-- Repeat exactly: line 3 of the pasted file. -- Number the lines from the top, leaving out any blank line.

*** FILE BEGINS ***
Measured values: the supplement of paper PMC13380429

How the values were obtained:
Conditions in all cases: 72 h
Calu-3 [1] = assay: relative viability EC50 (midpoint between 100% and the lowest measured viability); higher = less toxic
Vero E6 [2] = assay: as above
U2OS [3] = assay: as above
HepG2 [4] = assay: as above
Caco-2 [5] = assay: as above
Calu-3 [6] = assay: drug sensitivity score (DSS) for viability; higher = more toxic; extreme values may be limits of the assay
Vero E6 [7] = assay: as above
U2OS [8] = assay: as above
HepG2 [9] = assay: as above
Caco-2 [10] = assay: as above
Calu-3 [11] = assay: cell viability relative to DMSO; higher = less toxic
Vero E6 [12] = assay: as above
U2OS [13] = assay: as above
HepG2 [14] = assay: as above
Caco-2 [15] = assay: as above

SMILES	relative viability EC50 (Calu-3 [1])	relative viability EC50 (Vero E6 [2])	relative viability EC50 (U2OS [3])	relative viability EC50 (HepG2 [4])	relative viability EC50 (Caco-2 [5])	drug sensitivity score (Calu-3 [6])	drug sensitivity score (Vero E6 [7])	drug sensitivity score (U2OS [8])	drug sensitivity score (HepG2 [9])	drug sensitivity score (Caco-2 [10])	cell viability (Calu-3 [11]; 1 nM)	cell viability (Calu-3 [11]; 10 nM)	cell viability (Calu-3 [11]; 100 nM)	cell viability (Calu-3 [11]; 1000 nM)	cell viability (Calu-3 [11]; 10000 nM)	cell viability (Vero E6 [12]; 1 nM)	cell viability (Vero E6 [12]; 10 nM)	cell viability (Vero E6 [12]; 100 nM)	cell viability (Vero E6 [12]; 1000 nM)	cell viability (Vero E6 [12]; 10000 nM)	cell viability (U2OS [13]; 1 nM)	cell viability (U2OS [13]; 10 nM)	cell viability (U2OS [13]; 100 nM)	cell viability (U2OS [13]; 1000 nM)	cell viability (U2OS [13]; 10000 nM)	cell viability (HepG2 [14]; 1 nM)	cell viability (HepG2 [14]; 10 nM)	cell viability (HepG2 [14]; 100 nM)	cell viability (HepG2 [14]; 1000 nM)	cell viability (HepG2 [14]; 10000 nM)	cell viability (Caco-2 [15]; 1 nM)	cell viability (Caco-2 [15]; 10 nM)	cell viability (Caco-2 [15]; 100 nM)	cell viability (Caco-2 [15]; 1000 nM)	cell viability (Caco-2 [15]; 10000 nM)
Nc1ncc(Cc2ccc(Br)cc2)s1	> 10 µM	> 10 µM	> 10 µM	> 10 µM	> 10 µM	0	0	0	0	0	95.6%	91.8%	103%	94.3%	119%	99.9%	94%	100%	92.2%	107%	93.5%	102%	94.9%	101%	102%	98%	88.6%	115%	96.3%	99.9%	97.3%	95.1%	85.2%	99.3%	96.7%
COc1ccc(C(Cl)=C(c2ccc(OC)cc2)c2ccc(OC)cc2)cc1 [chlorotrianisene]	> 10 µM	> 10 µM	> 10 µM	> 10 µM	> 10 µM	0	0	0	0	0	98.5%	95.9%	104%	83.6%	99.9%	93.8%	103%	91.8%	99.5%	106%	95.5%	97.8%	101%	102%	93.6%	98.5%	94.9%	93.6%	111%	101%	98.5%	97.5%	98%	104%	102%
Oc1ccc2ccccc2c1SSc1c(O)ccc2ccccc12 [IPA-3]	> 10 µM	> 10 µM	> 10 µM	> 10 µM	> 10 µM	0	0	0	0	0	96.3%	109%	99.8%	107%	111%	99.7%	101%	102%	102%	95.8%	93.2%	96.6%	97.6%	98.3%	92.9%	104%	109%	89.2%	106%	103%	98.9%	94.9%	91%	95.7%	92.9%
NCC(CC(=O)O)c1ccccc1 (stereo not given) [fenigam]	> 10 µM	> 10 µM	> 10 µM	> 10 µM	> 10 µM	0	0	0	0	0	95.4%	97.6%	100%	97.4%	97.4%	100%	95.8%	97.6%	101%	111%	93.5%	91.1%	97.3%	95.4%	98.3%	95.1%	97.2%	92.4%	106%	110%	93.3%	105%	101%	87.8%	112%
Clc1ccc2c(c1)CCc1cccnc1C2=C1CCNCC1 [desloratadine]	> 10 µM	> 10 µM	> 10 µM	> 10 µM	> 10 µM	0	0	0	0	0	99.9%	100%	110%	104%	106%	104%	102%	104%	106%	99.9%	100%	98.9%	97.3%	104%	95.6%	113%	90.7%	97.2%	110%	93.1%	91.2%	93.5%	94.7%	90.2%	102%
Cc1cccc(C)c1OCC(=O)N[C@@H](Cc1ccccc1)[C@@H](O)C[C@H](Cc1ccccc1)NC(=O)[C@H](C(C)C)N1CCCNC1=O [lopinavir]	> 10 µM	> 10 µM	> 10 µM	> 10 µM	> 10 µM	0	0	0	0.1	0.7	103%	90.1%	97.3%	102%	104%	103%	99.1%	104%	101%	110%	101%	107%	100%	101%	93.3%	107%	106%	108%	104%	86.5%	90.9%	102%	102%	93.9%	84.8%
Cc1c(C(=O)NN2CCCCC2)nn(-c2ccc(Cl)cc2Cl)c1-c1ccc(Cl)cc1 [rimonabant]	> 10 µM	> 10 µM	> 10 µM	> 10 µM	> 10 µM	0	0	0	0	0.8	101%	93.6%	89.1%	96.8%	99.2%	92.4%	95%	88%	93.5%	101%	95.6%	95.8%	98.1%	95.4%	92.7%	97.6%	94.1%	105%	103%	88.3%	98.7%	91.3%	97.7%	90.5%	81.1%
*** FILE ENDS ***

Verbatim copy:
Conditions in all cases: 72 h